Subtalar Dislocation

Definition/Description[edit | edit source]

Medial Subtalar Dislocation

Subtalar dislocation occurs through the disruption of 2 separate bony articulations: the talonavicular and talocalcaneal joints.[1]

Subtalar dislocations are a rare ankle injury accounting for about 1%-2% of all joint dislocations. This injury occurs due to high-energy trauma, including falls, motor vehicle crashes, and sports injuries[2]. The tightness of the joint capsule around the ankle and the strong connection of ligaments connecting the talus and the calcaneus explain the rarity of this injury[3].

There are four types of subtalar dislocation according to Malaigne and Burger: medial, lateral, anterior, and posterior dislocations. This classification depends on the direction of the foot in relation to the talus at the time of injury. Medial subtalar dislocations predominate, accounting for approximately 80% of reported dislocations, and are known as acquired club foot, it happens when the foot is in plantarflexion and the lateral collateral ligaments are under stress when there is forceful inversion applied at the forefoot. Less common are lateral dislocations or acquired flat foot (15%-35%)[4], posterior dislocations (from 0.8% to 2.5%)[5], and anterior dislocations (1%).[6]

It is common to be associated with fractures of the malleoli, the talus, the calcaneus, or the fifth metatarsal[7] and it is rare to find patients with an isolated subtalar dislocation[3]. Subtalar dislocation may result in a substantial deformity of the foot shape.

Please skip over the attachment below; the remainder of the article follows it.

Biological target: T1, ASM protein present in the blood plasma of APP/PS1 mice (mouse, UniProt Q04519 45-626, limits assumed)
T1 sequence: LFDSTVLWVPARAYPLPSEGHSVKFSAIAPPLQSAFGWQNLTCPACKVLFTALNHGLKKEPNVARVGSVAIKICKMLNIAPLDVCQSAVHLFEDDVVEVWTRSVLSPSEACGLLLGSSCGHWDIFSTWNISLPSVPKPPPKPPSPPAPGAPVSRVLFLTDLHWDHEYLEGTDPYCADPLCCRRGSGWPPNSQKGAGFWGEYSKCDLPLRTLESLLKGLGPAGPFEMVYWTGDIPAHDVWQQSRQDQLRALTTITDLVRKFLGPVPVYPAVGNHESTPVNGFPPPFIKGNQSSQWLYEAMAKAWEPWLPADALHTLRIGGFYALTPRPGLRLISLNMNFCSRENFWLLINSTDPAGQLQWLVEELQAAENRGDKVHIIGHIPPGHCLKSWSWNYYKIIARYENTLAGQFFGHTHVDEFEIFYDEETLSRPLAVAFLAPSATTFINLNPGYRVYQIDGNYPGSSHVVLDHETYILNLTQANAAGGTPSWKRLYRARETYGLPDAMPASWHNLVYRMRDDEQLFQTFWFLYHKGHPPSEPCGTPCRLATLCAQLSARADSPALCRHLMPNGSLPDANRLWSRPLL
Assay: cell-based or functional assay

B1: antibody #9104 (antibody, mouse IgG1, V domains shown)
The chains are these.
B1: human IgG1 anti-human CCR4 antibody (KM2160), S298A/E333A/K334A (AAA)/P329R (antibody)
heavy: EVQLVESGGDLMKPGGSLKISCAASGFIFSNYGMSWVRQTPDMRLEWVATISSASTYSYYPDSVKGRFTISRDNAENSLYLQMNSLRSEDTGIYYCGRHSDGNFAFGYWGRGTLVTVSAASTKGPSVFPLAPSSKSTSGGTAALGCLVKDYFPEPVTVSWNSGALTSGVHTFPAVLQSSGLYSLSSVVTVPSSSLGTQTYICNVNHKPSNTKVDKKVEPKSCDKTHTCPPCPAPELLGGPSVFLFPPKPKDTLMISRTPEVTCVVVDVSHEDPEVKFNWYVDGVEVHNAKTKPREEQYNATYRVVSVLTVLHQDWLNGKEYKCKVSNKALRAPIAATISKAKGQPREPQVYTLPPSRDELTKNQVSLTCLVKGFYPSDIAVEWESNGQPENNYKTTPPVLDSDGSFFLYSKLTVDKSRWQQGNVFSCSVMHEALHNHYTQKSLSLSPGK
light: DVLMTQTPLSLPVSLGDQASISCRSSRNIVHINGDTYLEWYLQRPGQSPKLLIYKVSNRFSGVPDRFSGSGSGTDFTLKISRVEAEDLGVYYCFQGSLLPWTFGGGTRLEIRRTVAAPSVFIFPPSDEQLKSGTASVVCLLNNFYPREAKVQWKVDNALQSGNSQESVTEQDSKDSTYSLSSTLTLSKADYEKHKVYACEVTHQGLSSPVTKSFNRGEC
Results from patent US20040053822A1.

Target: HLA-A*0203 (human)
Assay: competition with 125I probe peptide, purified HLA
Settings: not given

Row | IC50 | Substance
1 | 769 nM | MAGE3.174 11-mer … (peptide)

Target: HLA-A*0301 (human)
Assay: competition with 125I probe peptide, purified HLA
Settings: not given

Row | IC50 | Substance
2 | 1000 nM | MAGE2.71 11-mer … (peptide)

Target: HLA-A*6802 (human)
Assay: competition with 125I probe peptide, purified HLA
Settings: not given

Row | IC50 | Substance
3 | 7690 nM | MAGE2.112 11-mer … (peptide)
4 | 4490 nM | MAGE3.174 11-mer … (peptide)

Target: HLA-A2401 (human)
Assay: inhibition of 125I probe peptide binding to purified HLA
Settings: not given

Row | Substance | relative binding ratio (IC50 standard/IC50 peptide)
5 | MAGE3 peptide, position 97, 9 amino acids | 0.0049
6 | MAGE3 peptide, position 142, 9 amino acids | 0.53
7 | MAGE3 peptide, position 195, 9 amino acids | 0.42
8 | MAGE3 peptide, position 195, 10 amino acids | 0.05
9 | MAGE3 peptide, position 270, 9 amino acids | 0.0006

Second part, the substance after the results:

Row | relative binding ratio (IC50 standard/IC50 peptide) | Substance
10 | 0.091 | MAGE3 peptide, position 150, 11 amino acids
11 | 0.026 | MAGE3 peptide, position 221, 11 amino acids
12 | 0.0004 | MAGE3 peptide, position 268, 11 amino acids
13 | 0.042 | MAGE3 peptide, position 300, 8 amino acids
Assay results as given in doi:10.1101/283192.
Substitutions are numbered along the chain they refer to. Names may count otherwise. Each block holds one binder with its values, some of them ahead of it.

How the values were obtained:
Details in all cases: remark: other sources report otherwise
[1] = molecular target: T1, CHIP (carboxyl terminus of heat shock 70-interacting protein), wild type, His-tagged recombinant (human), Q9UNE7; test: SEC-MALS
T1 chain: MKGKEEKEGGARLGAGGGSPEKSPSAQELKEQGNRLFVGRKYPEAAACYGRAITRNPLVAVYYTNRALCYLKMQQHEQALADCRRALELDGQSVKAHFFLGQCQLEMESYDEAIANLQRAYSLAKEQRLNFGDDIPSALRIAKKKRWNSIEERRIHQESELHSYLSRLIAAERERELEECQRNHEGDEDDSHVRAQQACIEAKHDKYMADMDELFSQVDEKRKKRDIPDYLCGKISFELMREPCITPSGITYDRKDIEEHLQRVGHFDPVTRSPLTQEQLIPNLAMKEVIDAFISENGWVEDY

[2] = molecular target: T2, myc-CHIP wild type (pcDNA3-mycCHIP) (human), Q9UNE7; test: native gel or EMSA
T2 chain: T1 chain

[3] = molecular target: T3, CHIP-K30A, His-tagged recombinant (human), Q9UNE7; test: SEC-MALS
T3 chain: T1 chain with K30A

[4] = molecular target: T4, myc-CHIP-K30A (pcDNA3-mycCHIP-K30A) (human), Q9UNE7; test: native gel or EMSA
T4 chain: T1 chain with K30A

Clinically Relevant Anatomy[edit | edit source]

The subtalar joint is a synovial joint between the talus and calcaneus. The facets of the talus and calcaneus alternate concave and convex. They are surrounded by strong ligaments that make this joint relatively stable.[8]

Subtalar Joint

Subtalar joint motion is complex because the axis of rotation is at an angle. Subtalar joint motion in open chain combines dorsiflexion/abduction/eversion and plantarflexion/adduction/inversion. In closed chain, these motions are referred to as pronation and supination.[8]

The most important ligament of the subtalar joint is the interosseus talocalcaneal ligament. There are four other weaker connections between the talus and calcaneus which are: the anterior talocalcaneal ligament, the posterior talocalcaneal ligament, lateral talocalcaneal ligament and the medial talocalcaneal ligament [9].

Epidemiology/Etiology[edit | edit source]

Subtalar dislocations are usually seen when a person suffers a high-energy trauma such as falling from a height (20%) or road traffic accident (48%)[10].

A dislocation of the subtalar joint usually occurs during plantar flexion and the injury is usually a closed injury[11]. If the foot lands on the ground while in inversion or eversion, this respectively results in a medial (80%) or a lateral (17%) subtalar dislocation. Anterior (1%) and posterior (2.5%) dislocations have also been examined and described but they are extremely rare[10].

Risk Factors[edit | edit source]

  • Bony or soft tissue dysplasia.
  • Impaired function of the ankle joint.
  • Aplasia of the ankle ligaments or the calcaneus facets.
  • Hypoplasia of the malleoli.
  • Posttraumatic ligamentous insufficiency because of recurrent ankle sprain.
  • Atrophy of the peroneal muscles that predispose to this specific injury pattern.

Mechanism of Injury[edit | edit source]